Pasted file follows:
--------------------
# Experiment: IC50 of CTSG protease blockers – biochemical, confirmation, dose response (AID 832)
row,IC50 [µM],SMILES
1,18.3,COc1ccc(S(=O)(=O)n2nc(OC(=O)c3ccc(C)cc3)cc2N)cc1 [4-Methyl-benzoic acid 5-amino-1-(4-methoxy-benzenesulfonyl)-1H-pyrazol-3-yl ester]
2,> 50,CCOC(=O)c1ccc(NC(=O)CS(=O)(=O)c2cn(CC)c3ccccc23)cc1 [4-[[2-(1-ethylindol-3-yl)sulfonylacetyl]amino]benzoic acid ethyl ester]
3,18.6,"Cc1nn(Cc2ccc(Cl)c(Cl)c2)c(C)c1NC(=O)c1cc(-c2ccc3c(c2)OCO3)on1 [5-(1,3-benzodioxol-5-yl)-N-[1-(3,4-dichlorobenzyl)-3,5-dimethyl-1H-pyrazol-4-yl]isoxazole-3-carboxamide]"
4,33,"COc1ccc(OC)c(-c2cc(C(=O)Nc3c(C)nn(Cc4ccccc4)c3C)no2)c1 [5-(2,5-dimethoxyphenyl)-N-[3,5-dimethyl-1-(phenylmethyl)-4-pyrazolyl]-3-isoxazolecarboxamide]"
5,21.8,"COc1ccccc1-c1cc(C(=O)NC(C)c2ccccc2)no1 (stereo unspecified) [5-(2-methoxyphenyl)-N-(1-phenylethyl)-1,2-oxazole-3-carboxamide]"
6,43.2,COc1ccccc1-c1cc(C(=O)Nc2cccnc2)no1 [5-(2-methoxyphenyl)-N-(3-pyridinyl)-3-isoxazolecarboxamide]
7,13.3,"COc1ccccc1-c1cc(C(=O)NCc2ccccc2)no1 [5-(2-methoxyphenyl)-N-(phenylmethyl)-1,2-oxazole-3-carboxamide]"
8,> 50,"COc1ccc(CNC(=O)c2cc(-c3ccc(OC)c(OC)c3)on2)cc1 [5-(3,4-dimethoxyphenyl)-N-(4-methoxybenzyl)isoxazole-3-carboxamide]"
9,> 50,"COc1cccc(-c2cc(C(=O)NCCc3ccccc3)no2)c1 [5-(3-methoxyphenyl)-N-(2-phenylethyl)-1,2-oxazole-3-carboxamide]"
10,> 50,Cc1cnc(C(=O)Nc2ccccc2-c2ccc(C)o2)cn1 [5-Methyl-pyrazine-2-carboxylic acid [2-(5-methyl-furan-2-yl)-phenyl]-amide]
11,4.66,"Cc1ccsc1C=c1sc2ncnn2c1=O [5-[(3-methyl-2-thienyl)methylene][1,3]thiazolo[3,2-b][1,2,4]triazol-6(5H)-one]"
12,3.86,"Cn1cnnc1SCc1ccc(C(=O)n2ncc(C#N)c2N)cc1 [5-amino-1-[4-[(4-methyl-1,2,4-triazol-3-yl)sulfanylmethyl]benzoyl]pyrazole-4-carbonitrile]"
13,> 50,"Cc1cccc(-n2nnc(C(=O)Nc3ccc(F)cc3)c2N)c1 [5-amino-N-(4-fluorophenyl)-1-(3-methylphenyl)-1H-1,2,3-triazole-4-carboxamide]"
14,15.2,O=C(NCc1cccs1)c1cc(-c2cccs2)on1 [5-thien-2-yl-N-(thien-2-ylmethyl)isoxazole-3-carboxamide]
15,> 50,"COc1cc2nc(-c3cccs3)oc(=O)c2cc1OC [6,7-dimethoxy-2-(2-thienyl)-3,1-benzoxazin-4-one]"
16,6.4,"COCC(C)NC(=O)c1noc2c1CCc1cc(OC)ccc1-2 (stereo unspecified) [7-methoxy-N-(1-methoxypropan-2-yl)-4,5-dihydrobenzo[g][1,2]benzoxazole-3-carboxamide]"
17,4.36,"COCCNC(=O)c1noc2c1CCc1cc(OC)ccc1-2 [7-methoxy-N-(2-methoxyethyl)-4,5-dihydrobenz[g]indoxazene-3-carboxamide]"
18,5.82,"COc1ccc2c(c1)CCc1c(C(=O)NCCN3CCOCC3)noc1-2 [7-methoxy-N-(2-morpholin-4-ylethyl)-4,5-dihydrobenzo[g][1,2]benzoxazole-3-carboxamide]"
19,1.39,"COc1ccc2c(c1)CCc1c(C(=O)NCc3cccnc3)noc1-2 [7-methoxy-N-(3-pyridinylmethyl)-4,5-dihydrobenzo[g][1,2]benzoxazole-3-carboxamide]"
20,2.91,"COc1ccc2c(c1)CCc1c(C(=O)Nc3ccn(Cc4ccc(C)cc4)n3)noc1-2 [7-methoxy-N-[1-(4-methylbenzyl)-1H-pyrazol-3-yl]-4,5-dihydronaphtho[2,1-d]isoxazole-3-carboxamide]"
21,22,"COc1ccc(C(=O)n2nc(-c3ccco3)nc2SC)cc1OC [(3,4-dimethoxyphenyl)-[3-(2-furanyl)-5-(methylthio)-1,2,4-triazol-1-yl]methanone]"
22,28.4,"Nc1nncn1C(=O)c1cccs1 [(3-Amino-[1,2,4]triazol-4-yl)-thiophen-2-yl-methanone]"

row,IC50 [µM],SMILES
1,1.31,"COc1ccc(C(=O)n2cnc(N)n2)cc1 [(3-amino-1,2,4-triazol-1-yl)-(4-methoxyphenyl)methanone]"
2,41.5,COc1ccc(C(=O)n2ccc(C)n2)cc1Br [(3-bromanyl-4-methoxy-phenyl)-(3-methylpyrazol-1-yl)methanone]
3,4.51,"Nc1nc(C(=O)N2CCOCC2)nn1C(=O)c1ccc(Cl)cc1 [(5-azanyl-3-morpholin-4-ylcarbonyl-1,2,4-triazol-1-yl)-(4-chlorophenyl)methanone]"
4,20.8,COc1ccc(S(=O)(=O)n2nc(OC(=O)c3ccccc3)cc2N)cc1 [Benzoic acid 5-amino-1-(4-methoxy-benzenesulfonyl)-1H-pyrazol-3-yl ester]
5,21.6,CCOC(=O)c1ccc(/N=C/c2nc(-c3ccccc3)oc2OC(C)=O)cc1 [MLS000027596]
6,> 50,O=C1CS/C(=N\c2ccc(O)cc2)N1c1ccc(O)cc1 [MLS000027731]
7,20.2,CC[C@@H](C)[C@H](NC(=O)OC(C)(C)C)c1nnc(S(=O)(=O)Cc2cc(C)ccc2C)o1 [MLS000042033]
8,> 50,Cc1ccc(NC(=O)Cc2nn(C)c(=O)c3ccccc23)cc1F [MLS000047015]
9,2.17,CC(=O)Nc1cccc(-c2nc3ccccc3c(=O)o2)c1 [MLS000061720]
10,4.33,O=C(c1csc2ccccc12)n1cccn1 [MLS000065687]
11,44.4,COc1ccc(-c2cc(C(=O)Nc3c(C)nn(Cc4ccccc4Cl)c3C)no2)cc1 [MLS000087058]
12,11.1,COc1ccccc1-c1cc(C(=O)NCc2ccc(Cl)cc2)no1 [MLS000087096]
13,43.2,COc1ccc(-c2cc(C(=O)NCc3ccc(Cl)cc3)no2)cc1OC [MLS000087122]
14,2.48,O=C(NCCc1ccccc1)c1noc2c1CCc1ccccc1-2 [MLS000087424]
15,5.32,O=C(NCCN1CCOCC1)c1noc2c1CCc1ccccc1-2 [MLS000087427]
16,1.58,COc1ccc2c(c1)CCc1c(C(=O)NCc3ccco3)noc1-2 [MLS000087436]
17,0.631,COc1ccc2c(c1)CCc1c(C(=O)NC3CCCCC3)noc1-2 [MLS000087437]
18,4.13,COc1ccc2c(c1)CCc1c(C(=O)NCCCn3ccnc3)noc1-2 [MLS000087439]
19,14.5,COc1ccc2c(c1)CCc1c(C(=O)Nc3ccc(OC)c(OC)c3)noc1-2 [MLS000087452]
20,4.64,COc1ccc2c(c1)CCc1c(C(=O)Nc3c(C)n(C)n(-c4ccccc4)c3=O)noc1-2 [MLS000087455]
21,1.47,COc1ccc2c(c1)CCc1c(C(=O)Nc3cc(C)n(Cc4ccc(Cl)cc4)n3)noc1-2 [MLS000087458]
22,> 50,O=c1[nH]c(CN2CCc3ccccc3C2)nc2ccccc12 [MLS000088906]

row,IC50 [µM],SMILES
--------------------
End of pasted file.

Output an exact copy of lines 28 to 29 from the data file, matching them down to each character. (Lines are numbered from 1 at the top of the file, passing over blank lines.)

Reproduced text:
3,4.51,"Nc1nc(C(=O)N2CCOCC2)nn1C(=O)c1ccc(Cl)cc1 [(5-azanyl-3-morpholin-4-ylcarbonyl-1,2,4-triazol-1-yl)-(4-chlorophenyl)methanone]"
4,20.8,COc1ccc(S(=O)(=O)n2nc(OC(=O)c3ccccc3)cc2N)cc1 [Benzoic acid 5-amino-1-(4-methoxy-benzenesulfonyl)-1H-pyrazol-3-yl ester]